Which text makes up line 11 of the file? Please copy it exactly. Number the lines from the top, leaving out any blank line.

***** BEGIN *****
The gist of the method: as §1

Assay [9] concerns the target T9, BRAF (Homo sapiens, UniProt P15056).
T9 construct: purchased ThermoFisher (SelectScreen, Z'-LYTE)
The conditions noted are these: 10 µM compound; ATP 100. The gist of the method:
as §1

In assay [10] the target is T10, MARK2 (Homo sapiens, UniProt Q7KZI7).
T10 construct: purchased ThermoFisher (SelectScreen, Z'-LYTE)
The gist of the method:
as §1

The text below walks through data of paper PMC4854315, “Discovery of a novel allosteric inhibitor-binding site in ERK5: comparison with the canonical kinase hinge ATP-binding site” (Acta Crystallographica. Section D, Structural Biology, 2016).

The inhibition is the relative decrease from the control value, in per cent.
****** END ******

The inhibition is the relative decrease from the control value, in per cent.